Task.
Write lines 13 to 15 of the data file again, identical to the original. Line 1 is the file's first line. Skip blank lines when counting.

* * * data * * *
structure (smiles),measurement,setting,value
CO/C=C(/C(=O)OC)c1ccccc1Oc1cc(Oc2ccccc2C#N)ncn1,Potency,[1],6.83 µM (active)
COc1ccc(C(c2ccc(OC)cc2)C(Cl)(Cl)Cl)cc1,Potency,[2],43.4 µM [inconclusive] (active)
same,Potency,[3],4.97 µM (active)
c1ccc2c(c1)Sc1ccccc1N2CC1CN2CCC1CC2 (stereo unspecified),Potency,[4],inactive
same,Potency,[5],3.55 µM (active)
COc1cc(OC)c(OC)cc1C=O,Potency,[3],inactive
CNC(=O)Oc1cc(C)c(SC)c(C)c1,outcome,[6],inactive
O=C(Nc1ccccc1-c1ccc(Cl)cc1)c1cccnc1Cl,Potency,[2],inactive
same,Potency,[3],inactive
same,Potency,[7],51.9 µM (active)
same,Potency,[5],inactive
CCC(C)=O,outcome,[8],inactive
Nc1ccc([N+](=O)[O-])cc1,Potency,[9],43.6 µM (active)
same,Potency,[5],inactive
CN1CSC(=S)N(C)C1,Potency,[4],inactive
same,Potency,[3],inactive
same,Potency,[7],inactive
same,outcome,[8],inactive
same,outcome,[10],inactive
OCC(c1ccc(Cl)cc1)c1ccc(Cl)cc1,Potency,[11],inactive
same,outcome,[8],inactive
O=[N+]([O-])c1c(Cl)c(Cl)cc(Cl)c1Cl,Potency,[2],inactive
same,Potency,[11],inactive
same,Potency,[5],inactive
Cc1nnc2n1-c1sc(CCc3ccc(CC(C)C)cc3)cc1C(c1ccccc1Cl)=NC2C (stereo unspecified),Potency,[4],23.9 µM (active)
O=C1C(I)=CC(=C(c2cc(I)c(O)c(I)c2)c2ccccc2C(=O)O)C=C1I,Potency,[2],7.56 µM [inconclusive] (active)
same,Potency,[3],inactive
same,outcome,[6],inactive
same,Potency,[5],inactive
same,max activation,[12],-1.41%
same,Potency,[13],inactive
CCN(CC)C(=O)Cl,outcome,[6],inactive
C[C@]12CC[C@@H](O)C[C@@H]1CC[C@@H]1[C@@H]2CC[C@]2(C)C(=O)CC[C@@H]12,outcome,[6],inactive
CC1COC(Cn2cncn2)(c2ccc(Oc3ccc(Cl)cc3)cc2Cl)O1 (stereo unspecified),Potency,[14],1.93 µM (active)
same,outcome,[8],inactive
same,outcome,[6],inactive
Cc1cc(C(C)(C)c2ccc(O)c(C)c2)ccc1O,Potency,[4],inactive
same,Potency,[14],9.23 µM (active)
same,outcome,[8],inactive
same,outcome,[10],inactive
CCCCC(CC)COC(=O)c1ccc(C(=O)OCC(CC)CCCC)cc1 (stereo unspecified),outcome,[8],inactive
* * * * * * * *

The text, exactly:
CCC(C)=O,outcome,[8],inactive
Nc1ccc([N+](=O)[O-])cc1,Potency,[9],43.6 µM (active)
same,Potency,[5],inactive